568 F2d 1098 Franklin v. Crosby Typesetting Company
568 F.2d 1098
97 L.R.R.M. (BNA) 3009, 18 Fair Empl.Prac.Cas. 1512,
16 Empl. Prac. Dec. P 8151, 83 Lab.Cas. P 10,416
Morris W. FRANKLIN, Plaintiff-Appellant,
CROSBY TYPESETTING COMPANY and International Typographical
United States Court of Appeals,
March 1, 1978.
Huey P. Mitchell, Fort Worth, Tex., for plaintiff-appellant.
Wm. O. Callaway, Jr., Fort Worth, Tex., for Crosby Typesetting Co.
Edward B. Cloutman, III, Dallas, Tex., for Intern'l Typographical Union.
Appeal from the United States District Court for the Northern District of Texas.
Before WISDOM, GODBOLD, and CLARK, Circuit Judges.
The plaintiff, Morris Franklin, a discharged printer's apprentice, brought this action against his union and his former employer, alleging that his employer and the union discriminated against him because of his race, and that his union failed to represent him adequately. He charged violations of his civil rights under Title VII, 42 U.S.C. § 2000e et seq., 42 U.S.C. § 1981, and, as to the union only, violation of the National Labor Relations Act, 29 U.S.C. § 151 et seq. After a non-jury trial the district court dismissed the complaint. We affirm for the reasons set forth by the district court in its memorandum opinion, reported at 411 F.Supp. 1167, 1976 N.D.Tex.
We think it helpful to add a few words to the district court's discussion of the National Labor Relations Act contention. Franklin alleged that the union violated the duty of fair representation which it owed him. To constitute such a violation, the union's actions must have been arbitrary, discriminatory, or in bad faith. Vaca v. Sipes, 1967, 386 U.S. 171, 190,86 S.Ct. 1863, 16 L.Ed.2d 680. The district court construed the collective bargaining agreement to require a discharged employee to request written reasons for his discharge within 72 hours. Because Franklin failed to do this, the court ruled that the union could not have pressed his grievance under the contract.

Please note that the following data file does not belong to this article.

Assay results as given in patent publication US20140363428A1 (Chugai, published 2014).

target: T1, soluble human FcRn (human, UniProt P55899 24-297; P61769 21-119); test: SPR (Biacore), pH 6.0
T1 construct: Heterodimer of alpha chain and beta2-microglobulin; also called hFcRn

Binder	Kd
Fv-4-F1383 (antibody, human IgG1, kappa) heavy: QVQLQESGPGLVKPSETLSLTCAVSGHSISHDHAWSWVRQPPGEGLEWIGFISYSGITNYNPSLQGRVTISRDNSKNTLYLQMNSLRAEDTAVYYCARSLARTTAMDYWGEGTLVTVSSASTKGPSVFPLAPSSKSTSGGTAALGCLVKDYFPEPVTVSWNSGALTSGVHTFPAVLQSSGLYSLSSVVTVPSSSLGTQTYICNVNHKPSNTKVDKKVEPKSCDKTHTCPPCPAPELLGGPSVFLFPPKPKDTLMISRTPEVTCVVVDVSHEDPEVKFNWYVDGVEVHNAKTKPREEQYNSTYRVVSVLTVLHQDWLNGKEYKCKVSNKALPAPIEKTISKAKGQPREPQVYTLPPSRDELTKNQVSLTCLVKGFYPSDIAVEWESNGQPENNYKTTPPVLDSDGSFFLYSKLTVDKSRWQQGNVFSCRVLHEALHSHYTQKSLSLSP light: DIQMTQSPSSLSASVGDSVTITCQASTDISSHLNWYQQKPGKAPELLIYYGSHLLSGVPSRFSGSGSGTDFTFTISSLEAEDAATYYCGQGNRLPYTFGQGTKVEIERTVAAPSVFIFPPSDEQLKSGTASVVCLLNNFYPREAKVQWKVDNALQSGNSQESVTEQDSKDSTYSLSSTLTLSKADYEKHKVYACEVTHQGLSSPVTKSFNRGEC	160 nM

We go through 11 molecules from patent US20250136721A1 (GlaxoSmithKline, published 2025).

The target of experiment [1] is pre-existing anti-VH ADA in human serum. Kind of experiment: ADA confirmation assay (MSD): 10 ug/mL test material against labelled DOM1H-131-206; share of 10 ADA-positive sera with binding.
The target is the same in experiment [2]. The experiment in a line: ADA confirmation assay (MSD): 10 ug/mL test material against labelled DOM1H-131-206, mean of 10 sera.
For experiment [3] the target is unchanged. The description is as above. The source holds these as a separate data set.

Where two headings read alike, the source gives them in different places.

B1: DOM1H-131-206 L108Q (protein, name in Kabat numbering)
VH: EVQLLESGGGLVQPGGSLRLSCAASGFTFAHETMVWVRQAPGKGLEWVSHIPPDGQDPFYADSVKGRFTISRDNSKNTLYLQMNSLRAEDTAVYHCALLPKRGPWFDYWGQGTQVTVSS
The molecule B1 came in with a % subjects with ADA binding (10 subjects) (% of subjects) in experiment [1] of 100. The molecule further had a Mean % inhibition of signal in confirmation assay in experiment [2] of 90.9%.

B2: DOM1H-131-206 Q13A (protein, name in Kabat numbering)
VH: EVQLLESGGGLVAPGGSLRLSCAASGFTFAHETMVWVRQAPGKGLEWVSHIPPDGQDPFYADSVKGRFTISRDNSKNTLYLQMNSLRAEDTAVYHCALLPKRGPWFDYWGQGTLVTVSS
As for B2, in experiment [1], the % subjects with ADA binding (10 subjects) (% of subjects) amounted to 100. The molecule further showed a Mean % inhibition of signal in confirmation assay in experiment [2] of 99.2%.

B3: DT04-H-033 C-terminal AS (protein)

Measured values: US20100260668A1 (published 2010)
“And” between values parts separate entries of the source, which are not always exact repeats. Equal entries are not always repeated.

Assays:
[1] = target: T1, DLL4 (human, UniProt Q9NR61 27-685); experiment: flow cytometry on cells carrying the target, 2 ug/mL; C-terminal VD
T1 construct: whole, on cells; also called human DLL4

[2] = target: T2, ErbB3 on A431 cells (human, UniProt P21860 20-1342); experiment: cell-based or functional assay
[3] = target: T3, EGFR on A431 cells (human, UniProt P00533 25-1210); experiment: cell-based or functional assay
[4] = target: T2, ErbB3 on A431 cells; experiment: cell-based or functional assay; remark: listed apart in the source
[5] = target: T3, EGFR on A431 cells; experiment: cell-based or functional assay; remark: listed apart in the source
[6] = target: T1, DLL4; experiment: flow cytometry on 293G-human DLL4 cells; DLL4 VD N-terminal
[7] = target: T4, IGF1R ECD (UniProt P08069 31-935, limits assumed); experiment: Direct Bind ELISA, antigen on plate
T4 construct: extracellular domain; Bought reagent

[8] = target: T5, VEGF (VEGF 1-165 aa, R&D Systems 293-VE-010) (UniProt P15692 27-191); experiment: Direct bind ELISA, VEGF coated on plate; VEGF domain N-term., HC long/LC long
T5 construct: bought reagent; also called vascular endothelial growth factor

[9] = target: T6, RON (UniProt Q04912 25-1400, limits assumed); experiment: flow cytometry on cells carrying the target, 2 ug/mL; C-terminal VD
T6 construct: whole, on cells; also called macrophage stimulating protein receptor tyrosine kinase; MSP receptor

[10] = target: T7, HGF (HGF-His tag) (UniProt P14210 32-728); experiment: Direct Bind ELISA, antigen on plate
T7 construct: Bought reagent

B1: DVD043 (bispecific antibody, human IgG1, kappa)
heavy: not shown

Although the effect of the district court's construction of the collective bargaining agreement was harsh, in the circumstances of this case we agree with the court's disposition of the appellant's argument. Franklin did not complain to the union about his discharge until 43 days after he was fired. The union then discussed his case with the employer. The employer, not the union, cited the 72-hour rule as a bar to consideration of Franklin's complaint. Both the 43-day delay and the actions undertaken by the union on Franklin's behalf show that the union's response was not arbitrary, discriminatory, or in bad faith.
The judgment of the district court is AFFIRMED.